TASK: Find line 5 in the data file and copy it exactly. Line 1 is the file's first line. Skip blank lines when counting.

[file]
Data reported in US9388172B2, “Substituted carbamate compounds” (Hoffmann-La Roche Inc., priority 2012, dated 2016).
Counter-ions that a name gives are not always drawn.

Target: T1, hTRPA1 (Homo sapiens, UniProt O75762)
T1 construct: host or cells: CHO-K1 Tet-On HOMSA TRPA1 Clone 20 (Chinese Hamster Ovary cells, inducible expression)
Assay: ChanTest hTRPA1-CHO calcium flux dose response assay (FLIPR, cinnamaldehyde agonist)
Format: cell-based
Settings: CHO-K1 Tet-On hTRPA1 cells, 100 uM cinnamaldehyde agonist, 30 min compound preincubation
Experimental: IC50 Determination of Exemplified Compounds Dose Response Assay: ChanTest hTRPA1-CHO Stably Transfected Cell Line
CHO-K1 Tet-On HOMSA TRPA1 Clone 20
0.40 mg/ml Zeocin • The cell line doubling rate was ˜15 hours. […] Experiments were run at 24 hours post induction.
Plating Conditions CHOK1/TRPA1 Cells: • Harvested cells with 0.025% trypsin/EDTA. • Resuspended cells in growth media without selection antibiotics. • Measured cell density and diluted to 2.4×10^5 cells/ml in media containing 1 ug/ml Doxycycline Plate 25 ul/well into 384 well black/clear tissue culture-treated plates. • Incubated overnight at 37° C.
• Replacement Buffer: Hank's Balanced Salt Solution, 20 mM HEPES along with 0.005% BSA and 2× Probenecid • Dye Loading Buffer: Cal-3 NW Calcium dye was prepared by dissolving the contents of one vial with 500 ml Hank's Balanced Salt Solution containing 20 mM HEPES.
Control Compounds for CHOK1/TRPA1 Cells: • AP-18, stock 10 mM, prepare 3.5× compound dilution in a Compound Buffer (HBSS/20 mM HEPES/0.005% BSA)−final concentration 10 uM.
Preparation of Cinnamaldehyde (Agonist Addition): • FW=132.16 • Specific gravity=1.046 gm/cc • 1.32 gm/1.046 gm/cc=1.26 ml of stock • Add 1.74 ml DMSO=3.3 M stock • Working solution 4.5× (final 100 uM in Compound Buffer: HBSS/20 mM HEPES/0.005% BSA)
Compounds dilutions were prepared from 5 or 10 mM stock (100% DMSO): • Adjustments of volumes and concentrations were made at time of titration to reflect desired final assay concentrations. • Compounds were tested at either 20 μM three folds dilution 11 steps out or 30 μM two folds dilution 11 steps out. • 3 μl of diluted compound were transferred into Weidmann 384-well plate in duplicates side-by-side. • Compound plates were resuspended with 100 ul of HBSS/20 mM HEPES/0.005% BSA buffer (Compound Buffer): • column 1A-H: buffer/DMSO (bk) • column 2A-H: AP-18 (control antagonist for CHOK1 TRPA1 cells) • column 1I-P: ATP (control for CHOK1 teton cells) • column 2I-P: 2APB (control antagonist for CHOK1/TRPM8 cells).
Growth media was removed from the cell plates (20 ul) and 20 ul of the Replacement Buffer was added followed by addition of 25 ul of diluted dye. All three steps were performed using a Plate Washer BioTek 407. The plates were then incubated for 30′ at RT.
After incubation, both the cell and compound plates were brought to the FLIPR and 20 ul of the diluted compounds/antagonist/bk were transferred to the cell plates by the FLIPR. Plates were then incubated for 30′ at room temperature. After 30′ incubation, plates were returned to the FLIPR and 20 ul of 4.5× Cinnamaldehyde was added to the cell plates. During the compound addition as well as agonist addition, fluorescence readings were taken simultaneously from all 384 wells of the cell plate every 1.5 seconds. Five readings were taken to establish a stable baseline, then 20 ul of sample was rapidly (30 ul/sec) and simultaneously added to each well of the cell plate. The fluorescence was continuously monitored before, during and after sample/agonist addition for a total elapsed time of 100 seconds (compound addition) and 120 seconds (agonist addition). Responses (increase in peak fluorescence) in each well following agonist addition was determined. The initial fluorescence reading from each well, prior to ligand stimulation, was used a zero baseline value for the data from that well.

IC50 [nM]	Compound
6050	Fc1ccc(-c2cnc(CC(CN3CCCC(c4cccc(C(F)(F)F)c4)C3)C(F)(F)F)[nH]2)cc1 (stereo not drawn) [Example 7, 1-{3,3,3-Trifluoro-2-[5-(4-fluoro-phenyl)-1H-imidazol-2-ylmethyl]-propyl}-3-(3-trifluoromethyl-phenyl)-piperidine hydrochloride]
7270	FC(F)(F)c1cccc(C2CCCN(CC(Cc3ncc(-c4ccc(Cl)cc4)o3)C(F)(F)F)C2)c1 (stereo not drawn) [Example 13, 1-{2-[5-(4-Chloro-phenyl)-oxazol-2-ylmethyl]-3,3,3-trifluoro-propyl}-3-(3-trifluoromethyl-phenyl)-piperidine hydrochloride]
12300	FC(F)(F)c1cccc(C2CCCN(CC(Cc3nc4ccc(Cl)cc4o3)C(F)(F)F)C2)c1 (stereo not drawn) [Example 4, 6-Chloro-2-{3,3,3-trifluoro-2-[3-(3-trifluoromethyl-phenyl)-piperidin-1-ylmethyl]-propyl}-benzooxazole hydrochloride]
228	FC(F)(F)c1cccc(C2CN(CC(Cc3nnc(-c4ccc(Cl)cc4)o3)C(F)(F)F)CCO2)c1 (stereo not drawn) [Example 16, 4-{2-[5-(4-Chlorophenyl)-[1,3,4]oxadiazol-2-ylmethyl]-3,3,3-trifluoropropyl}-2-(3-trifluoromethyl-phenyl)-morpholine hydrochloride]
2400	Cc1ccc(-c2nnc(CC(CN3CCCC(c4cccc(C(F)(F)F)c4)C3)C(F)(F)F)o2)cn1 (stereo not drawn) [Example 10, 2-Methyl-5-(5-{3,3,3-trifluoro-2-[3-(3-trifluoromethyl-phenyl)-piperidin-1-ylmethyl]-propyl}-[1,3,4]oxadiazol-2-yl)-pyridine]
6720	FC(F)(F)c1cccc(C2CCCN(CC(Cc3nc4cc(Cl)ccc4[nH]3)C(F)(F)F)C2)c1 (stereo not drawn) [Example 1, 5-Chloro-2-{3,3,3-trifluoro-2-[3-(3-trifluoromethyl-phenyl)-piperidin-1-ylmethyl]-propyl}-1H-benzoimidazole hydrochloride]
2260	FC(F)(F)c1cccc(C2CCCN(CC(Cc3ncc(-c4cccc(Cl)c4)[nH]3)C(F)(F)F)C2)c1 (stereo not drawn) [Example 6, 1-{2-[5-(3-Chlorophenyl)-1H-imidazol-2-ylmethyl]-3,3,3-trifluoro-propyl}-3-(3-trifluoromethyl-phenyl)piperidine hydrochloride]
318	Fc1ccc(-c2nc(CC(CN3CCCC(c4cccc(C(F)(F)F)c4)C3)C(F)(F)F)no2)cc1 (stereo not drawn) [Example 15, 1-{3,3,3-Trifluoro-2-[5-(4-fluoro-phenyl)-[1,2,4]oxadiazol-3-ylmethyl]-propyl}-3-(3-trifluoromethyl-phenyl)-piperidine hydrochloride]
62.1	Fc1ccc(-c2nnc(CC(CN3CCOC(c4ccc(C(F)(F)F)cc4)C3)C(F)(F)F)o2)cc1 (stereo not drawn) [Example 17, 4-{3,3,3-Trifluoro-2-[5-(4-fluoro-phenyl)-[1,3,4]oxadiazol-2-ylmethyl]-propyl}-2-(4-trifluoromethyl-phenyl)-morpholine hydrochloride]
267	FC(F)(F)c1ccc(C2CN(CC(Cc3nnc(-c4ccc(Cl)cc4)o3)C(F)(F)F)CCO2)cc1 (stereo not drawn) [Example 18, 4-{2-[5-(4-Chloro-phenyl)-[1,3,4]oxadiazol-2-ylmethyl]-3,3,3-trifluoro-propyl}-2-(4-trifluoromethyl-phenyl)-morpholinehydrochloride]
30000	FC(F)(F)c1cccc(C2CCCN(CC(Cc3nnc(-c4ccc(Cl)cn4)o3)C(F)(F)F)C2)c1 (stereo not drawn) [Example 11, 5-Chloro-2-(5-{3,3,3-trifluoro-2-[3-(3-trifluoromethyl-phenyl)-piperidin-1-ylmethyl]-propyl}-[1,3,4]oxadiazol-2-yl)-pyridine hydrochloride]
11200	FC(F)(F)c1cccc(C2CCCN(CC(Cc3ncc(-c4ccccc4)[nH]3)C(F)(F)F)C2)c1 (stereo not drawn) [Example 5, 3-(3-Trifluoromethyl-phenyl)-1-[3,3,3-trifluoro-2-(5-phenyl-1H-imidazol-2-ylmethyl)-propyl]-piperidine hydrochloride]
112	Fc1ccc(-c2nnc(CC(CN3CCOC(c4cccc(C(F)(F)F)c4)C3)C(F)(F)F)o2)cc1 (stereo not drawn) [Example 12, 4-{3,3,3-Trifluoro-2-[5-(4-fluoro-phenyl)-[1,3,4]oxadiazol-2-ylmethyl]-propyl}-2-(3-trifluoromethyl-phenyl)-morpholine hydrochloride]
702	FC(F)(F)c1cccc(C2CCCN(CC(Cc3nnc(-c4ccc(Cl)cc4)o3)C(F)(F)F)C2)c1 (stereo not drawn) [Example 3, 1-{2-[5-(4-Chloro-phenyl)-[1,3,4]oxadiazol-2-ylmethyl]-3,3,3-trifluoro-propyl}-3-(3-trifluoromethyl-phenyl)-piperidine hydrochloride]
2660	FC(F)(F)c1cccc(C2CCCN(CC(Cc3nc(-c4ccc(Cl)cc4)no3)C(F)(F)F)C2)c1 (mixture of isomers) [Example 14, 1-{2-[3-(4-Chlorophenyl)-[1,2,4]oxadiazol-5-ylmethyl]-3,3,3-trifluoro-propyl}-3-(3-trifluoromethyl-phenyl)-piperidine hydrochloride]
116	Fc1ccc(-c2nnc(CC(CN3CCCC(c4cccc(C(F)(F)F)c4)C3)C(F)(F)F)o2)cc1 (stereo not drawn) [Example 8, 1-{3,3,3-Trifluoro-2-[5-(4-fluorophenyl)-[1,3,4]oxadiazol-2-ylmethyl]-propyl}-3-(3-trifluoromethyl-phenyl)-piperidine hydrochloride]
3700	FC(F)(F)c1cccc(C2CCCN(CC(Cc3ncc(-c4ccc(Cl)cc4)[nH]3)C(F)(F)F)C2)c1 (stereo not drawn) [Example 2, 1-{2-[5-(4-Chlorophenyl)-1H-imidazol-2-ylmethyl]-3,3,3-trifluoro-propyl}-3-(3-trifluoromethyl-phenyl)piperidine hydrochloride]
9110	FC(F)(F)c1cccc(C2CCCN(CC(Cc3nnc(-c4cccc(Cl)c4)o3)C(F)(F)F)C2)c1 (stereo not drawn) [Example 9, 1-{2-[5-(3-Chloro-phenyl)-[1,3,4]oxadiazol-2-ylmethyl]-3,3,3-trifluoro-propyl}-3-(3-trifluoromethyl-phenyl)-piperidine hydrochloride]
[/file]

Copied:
Assay: ChanTest hTRPA1-CHO calcium flux dose response assay (FLIPR, cinnamaldehyde agonist)